Lessons from the Night Sky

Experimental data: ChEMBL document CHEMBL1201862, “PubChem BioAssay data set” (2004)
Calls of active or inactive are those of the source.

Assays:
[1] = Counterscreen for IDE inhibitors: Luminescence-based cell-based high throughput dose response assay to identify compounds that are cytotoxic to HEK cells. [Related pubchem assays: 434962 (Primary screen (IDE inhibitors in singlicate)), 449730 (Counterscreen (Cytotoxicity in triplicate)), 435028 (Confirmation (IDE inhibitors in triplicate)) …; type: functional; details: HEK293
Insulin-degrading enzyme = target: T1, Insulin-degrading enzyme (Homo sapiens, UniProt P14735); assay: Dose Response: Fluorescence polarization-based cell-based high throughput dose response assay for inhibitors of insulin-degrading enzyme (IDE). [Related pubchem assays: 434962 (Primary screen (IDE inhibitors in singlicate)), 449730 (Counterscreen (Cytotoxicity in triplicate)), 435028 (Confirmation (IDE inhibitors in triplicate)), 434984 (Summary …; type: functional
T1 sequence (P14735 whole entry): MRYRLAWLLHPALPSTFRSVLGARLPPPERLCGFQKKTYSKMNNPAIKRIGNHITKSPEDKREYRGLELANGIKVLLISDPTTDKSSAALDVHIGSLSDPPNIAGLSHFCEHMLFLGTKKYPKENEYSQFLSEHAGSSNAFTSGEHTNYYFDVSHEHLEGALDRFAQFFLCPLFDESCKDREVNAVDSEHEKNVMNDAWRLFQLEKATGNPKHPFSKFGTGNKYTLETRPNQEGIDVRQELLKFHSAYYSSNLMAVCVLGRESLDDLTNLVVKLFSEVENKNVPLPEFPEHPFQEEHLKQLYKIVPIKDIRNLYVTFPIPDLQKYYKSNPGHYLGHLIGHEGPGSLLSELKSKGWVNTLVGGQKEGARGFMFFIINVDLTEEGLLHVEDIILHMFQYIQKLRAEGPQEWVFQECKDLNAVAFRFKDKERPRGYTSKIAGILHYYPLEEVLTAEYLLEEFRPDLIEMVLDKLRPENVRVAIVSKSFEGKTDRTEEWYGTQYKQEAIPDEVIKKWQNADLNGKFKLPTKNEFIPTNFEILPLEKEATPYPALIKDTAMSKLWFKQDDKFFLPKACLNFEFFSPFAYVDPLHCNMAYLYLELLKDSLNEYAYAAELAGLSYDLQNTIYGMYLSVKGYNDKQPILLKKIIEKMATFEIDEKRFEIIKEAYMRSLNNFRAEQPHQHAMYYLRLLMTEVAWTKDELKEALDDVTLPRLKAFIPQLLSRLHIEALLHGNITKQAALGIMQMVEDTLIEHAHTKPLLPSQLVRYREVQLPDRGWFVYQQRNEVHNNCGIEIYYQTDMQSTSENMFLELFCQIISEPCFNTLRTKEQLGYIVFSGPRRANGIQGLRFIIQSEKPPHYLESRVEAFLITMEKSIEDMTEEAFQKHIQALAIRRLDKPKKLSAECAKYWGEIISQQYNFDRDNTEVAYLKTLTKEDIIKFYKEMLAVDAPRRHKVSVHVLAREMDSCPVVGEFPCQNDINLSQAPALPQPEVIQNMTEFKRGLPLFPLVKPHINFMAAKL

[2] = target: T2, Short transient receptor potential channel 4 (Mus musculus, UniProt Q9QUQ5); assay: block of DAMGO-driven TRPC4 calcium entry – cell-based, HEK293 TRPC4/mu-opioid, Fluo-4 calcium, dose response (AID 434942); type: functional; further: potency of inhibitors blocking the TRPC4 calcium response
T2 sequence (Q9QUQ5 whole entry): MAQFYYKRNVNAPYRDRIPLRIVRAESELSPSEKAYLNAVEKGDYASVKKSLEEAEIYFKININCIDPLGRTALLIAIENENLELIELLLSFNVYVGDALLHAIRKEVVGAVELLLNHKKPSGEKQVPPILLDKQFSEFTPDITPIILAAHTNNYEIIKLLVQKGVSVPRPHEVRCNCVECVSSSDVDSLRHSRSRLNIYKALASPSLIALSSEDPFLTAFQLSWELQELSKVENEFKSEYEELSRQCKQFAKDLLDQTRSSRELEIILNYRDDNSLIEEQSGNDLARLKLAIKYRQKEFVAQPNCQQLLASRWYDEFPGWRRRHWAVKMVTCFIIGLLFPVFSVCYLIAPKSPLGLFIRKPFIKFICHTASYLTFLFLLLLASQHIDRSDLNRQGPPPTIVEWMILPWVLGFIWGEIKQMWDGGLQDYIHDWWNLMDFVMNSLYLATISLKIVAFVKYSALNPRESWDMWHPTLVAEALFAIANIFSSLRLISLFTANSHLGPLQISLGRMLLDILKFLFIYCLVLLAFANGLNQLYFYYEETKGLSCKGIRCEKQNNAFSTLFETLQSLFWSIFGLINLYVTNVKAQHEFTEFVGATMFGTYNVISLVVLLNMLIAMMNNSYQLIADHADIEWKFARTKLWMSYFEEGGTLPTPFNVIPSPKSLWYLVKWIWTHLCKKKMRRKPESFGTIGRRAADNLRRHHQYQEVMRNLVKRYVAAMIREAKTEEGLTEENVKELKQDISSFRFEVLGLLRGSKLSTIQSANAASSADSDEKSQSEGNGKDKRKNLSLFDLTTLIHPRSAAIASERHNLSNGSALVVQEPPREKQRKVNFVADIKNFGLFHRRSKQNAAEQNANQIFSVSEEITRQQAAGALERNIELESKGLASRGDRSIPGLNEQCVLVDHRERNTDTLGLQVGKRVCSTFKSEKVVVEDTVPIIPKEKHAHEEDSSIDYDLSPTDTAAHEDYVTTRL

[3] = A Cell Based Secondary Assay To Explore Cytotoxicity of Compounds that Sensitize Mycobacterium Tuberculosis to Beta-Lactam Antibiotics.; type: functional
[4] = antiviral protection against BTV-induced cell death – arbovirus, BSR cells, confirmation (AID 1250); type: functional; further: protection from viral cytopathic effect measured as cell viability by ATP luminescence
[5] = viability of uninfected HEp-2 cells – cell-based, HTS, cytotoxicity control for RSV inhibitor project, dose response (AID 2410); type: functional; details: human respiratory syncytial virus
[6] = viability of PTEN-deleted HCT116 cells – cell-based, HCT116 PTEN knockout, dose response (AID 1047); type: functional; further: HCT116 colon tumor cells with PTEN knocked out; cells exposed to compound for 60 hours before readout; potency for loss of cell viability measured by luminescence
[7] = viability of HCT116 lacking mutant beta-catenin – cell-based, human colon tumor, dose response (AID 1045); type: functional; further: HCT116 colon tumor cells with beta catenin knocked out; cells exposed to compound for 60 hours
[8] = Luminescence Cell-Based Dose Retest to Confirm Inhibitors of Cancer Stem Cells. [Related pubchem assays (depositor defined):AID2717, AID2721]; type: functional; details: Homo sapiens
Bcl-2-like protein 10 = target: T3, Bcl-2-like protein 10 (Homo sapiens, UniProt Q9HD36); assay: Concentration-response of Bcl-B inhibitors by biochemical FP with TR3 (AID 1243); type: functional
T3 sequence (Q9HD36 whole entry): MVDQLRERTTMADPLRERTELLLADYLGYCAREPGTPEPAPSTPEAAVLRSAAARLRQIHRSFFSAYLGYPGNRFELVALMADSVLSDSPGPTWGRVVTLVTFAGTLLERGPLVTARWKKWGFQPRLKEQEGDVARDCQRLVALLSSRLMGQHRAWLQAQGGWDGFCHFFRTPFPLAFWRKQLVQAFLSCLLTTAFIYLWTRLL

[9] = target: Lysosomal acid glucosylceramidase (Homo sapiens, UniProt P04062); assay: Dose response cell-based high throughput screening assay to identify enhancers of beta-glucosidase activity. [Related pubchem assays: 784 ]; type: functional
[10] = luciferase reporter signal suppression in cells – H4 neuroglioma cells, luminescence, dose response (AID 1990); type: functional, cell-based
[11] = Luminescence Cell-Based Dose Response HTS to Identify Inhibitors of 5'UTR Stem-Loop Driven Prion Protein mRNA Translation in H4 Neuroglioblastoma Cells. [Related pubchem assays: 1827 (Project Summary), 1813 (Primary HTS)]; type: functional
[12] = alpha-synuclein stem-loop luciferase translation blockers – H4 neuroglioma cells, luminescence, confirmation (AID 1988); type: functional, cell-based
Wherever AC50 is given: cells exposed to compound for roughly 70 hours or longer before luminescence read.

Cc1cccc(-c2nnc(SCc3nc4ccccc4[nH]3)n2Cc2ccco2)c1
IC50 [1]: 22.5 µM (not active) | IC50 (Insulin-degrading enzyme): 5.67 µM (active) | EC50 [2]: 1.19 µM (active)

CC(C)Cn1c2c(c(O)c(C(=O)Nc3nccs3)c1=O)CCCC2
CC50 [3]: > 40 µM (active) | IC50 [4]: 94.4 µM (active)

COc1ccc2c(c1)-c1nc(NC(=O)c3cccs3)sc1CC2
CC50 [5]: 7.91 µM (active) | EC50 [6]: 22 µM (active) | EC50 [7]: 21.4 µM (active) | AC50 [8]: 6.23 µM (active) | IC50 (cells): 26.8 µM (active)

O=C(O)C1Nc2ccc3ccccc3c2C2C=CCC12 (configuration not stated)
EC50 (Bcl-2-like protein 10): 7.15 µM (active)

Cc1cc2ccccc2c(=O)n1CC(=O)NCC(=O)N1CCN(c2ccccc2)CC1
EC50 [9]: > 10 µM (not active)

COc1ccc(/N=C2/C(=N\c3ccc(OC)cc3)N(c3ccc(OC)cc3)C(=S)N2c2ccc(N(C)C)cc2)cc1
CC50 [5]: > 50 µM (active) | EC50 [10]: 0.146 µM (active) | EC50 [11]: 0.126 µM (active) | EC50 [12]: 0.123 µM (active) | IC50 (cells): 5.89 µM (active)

I received an email from a member of the congregation to look up into the dark evening sky at 9:39, to see the International Space Station float by. It was already a beautiful evening with the sun setting behind some clouds, spreading its radiance in all shades of red, orange, pink and yellow, fading into an ever-darkening hue of blue. I found my anticipation of seeing the space station rising. I googled a little more information on the flight and discovered that it travels 17,500 miles an hour, and circles the earth 16 times day. Then I learned that this has been going on since 1998, when the Russians began the project with what they called Zarya, or “Dawn.” Since then 115 rocket filled flights have added to the construction of the platform, which includes our well known “Canada Arm.” About seven tons of supplies are required to support a crew of three astronauts for six months. As I began heading towards Lake Ontario looking for a darker viewing spot, I already noticed the space station coming from the West, North West. I walked faster and precisely at 9:39, found the International Space Station right over head. I watched it drift through the clouds, to the South East, before it was completely out of view, and I was left marveling at the accomplishments of mankind. And the stars remained, inviting me to the vast creation of God’s universe. Saturday evening promised a meteorite shower that would put any fireworks display to shame. And just one week from Monday, on August 21st, the entire Midwest of the United States of America would be bracing itself for a total eclipse of the sun. Which will take the middle of a beautiful bright day and turn it into the darkness of night, only to bring back the light before the night. My previous thoughts of the accomplishments of mankind were once again placed into perspective. “What is mankind that you are mindful of them, human beings that you care for them… Lord, our Lord, how majestic is your name in all the earth.”